By s. Immakulata Adamska OCD,
Love One Another! 9/2008 → The main topic
The love of St. Edith Stein shimmers with a great range of hues. Those searching for truth are struck by its devotion to the truth, those longing for love by the sheer wisdom of this love, and those seeking rest from conflict, find comfort in its idea of reconciliation. It is in this idea of reconciliation that its creativeness and ability to bear fruit reside. The idea was born deep in St Edith’s heart, when, after her conversion, she discovered a new quality of life, one able to concentrate all its power in the spiritual “now” which is rooted in love. According to St. Edith: “In order to become real, love must always be a surrendering of the self. In love, life reaches its highest fulfillment.” Love begins to taste eternal life in the midst of time. It is therefore a foundation that the vicissitudes of life cannot destroy; on the contrary, it is a foundation upon which the soul may build joy and the courage to reach beyond its own self, its own pain.
The example of St. Edith Stein stirs us to seek creatively for answers to the problems that beset our world today, and even points out the path this search must take. Today when everything is being questioned and indeed contested, she suggests ways, which she tried and tested in the crucible of her own life. They are clear and decisive, though difficult, for they are demanding, but for that very reason — boundlessly enriching.
In this personal witness to St. Edith I must first of all attest to the spiritual friendship she has constantly bestowed upon me from our very first contact. This friendship is associated with the gift of “seeing with the heart,” a supernatural ability to internalize every experience, be it profound, superficial, or even seemingly without meaning. Seeing with the heart transforms the problem of conflict into a challenge to act. It opens the window to a deeper experience of supernatural faith, hope, and love. In the first years of my convent life, St. Edith Stein also taught me the “wisdom of love,” that harmony of thought, word, and deed which so powerfully emanates from her work and person.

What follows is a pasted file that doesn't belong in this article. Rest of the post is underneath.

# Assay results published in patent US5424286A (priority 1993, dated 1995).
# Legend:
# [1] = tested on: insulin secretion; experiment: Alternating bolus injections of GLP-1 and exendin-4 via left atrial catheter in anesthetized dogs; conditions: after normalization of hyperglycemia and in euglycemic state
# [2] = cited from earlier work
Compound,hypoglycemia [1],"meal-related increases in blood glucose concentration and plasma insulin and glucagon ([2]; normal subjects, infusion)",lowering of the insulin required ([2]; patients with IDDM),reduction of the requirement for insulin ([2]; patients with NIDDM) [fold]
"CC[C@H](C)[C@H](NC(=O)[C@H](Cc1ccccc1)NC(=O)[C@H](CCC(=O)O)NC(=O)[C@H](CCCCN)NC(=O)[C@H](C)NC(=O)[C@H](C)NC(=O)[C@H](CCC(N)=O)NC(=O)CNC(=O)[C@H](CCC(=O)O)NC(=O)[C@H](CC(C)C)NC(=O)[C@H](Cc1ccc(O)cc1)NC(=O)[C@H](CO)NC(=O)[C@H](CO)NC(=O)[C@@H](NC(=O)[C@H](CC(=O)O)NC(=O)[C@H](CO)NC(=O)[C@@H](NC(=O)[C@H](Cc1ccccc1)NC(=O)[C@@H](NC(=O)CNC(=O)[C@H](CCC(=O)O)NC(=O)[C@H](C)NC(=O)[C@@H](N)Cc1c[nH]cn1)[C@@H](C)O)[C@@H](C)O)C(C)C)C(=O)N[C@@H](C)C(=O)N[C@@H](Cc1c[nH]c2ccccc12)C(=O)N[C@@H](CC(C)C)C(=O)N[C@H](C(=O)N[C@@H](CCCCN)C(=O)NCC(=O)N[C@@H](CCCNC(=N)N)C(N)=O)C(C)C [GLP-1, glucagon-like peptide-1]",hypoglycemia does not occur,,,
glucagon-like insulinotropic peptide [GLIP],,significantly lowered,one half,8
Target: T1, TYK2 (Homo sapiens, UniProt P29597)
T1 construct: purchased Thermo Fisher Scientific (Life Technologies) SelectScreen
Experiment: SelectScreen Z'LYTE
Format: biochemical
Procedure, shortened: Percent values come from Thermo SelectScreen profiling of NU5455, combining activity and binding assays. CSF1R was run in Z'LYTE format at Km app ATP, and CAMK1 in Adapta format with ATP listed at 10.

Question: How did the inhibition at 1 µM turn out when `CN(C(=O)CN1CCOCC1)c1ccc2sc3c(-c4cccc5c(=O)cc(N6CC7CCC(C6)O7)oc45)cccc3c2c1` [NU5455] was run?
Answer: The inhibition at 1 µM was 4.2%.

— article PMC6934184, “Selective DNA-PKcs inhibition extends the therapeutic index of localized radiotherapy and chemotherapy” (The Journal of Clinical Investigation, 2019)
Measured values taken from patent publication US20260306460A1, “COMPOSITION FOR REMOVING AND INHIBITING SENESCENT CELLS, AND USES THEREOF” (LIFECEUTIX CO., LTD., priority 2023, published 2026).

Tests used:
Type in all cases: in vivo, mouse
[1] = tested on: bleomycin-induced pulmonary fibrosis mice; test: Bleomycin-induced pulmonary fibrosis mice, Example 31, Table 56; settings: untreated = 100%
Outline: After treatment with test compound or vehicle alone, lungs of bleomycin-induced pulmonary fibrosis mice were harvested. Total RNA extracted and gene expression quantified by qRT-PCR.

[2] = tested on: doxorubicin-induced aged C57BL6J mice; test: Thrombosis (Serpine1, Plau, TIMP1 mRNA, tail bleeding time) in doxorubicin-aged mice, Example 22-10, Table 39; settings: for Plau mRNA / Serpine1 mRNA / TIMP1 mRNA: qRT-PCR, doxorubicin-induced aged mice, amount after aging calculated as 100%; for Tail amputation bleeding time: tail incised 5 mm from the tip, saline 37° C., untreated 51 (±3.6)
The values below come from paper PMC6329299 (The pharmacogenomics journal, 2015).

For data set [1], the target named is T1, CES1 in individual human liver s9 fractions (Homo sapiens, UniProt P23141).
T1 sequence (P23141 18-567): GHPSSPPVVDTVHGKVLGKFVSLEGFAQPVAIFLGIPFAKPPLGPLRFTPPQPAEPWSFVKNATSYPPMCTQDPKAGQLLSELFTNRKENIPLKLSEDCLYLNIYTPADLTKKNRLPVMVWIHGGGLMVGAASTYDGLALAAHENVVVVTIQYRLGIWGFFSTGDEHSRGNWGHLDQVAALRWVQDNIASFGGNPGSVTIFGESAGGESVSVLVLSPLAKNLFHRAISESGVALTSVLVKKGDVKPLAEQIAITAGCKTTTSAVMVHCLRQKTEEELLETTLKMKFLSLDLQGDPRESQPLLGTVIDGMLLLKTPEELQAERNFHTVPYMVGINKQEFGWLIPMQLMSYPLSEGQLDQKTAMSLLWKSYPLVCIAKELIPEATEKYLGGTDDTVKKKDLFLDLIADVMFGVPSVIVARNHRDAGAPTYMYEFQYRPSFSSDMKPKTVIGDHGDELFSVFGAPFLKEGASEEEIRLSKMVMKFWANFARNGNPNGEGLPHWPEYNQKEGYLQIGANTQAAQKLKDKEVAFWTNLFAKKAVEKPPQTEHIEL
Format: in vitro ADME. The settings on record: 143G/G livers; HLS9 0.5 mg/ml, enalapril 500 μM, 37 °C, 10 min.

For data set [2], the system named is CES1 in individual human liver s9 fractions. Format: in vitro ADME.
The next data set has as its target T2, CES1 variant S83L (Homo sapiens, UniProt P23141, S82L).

In the process of my translating her works into Polish, St Edith Stein illuminated my understanding of her thought and often “prompted” the appropriate words to express it. Each published translation brought me new friends and helpers in the writing process. These were mainly people who had also come to experience her spiritual friendship. One particular gift from Edith were the free editions of her work and related literature, which I received from Germany. Another was the relative ease with which I secured permission to translate and publish her works in Poland during communist times.
An understanding of Edith Stein’s message and a focusing of attention on authentic Christian faith and morals can be of enormous help in our current atmosphere of moral, ideological, religious, and confessional strife, for it is only on such a foundation that Europe can hope to build that true unity that she so desperately needs today.